Her patience is also apparent in the detail and complexity of her work. The preparation behind any single photograph can only be described as a labor of love. Showing me proofs of work she had completed over the summer, an as of yet unreleased extension of her collection “Bullet”, she described the preparation behind an immense cape constructed entirely of bullet casings. That single piece alone took her a year to construct, assembling it in New York, and transporting it with her, piece-by-piece to Morocco. The calligraphy, a consistent theme throughout her work, is also a substantial undertaking, meticulously hand-written on her models, walls, and massive swaths of textile. It is thus understandable that she does not think of her work exclusively as photography. “I don’t work only with one medium, I like to paint, to write, to photograph… and each medium really informs the next. In my mind I always think of myself as a painter, because that’s my formation… and I don’t really think of my photographs as just being photographs… there is so much that goes into it, it is based on many, many things.”
The multi-faceted nature of her work is part of what makes it so compelling. Each component has significance. Her photographs have three thematic foci: the veil, the odalisque, and the harem. She explains that the veils used in her work are metaphors of cultural realities and evolution, but most of all a critique of misrepresentation. “I am talking about when these painters were painting nude women and pretending they were Arabs, how at that time in my culture, and now, it is at a young age [that women] start to cover. How could these men pretend to be going into their homes and painting them nude?” The harem too is symbolic. The way it existed in the mind of the Western artist was artificial. Essaydi explained that in reality the Moroccan harem was a place for the family, a household where women and children would spend time. “It is a family home, where the father and brothers would be, where uncles would come visit, but not men that we don’t know…they took it and turned it into something else completely.”
Space is an important component of Essaydi’s work, whether she is creating a set, or working within existing structures, great thought is put into location. In her earlier work, informed by the initial stages of her self-exploration, she returned to her childhood home. This is where she shot “Converging Territories”, taking a space that had been only for men, and making it a space only for women, covering the walls in script. For her collection “Harem”, she expressed her need for the space to be authentic, and spoke of the time it took for her to find the perfect place. But it is more than the space itself; it is the role of women within these spaces. “This is why in my work… all the women wear the same pattern as the wall, she becomes the harem space, but she is also the harem.”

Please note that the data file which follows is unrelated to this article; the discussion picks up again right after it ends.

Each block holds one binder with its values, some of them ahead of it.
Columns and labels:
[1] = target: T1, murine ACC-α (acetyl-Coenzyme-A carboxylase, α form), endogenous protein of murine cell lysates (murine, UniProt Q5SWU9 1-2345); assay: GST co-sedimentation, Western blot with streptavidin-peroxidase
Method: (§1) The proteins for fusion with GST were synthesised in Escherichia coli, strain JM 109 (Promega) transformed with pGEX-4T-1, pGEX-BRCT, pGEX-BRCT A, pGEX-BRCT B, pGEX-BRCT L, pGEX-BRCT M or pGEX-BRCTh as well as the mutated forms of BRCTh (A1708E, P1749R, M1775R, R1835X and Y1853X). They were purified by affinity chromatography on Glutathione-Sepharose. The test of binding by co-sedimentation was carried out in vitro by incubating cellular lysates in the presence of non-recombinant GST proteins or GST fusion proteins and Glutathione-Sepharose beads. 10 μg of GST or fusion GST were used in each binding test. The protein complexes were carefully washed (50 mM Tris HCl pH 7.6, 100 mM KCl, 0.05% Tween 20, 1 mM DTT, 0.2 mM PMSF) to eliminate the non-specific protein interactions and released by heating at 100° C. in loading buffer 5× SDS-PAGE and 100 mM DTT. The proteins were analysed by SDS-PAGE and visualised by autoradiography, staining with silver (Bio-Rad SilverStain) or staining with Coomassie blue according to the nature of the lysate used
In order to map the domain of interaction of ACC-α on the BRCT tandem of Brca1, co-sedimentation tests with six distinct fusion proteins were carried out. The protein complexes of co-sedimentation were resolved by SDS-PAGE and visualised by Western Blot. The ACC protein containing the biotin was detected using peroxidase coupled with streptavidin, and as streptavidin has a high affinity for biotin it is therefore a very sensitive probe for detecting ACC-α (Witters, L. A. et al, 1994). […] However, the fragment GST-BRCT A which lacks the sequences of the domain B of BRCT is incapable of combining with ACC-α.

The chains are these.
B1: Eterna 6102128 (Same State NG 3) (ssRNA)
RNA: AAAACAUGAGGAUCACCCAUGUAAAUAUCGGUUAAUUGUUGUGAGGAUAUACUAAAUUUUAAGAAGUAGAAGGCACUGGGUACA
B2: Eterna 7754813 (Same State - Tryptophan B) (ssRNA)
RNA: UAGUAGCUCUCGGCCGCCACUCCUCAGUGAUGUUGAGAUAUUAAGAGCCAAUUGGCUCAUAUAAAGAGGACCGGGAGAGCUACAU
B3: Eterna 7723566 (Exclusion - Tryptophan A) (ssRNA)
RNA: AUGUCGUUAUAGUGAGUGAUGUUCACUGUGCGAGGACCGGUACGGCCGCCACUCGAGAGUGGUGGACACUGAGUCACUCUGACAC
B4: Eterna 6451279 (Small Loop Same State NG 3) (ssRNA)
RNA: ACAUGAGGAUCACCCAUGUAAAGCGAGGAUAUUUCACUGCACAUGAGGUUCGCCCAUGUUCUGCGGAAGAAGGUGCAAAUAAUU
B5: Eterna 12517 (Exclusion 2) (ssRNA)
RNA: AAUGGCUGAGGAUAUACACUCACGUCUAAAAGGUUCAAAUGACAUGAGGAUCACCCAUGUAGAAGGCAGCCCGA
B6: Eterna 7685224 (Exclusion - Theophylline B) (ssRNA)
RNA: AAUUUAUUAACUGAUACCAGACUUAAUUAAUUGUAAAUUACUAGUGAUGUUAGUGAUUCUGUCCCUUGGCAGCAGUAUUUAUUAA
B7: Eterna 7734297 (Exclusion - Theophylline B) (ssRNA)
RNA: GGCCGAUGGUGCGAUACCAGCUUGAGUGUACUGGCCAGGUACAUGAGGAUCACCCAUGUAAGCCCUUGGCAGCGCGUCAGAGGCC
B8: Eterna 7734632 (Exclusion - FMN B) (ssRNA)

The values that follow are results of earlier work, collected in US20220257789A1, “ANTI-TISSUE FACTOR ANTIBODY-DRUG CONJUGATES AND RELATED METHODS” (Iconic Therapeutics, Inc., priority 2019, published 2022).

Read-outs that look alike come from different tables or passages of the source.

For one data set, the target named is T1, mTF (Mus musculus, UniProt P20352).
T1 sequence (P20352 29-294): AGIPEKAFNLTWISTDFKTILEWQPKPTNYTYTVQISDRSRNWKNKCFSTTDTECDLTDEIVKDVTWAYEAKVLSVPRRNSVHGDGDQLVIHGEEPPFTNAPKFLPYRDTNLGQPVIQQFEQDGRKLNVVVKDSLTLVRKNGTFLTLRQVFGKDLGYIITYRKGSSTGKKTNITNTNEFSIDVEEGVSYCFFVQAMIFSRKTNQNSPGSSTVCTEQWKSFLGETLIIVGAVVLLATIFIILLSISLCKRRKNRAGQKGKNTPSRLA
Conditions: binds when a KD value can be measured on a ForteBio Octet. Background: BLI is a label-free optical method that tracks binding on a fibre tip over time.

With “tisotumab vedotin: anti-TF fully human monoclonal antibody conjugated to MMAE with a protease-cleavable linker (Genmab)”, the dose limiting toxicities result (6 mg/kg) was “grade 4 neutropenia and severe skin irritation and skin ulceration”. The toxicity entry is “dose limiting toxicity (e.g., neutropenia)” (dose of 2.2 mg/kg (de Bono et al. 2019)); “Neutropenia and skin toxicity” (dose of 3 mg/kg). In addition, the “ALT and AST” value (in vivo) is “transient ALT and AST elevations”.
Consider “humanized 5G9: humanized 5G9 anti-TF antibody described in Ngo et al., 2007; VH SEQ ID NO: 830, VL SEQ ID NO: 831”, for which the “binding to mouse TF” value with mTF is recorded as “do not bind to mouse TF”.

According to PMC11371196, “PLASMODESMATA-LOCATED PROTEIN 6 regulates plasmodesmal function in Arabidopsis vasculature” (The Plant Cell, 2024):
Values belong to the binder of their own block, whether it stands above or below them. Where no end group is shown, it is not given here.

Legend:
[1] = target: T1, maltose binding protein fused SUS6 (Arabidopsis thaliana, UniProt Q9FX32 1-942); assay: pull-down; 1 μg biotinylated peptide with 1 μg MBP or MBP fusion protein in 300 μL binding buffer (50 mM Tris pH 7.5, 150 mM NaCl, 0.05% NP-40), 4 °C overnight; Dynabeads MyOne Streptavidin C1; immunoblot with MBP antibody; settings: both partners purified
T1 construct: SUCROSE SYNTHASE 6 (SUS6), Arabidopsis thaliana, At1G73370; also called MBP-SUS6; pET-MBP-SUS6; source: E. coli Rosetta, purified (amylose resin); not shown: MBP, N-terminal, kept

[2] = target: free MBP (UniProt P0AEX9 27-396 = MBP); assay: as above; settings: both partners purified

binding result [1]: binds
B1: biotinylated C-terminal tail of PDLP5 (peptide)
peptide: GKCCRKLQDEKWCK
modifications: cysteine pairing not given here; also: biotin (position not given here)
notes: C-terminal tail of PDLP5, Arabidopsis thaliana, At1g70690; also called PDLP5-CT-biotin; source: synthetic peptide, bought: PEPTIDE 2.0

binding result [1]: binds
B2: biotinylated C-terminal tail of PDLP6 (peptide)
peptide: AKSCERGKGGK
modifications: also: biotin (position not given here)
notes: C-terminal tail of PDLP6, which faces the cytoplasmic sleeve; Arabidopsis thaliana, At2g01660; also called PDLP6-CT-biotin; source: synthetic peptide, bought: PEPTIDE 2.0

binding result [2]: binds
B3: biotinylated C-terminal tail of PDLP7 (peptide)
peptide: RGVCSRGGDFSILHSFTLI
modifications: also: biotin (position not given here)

Beyond the symbolism in her work, Essaydi’s aesthetic is undeniably visually pleasing. She explained that while her work is received very differently in the West and Arab World, the one aspect that is universally appreciated is the aesthetic. This she finds troubling. “I want people to look past that, because remember what we’re talking about, the beauty in those [Orientalist] paintings… Part of what makes those paintings so powerful is the beauty.” But she insists on staying true to her natural aesthetic. “You can’t run away from that,” she says, “It is you. At the same time beauty is what attracts you to the art in the first place… I want to have a dialogue. If I put it in their faces, they’re going to turn away… it’s very dangerous, I know that, and I hate it when people only like the work because it is decorative.”
As mentioned above, much of Essaydi’s work has been about self-exploration, and autobiographical in nature, but she has chosen to keep it abstract. “There are so many layers to my work, and some of them are just for me. If the viewer does not discover it on their own, I’m not going to talk about it because I have always been told how to behave, what to say, how to see things, how to think, and I don’t want to impose that on the viewers by stating everything. I do what I do for myself, before anything else.”
As our meal winds down she becomes somewhat reflective: “You look at your work, you try to do something and you produce something that people may be very enthusiastic about, but inside me, I know that I haven’t reached what I wanted.” Laughing she adds, “I hope I will not reach it, because the day I reach it, I think I will be done.”